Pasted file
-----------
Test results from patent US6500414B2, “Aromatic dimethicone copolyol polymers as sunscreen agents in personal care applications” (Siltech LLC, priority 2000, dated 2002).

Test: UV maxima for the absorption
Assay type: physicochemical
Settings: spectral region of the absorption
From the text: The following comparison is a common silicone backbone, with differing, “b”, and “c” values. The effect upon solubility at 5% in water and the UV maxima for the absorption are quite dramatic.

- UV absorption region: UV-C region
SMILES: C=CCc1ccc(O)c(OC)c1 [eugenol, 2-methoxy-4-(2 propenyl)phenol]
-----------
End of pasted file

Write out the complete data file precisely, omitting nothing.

Test results from patent US6500414B2, “Aromatic dimethicone copolyol polymers as sunscreen agents in personal care applications” (Siltech LLC, priority 2000, dated 2002).

Test: UV maxima for the absorption
Assay type: physicochemical
Settings: spectral region of the absorption
From the text: The following comparison is a common silicone backbone, with differing, “b”, and “c” values. The effect upon solubility at 5% in water and the UV maxima for the absorption are quite dramatic.

- UV absorption region: UV-C region
SMILES: C=CCc1ccc(O)c(OC)c1 [eugenol, 2-methoxy-4-(2 propenyl)phenol]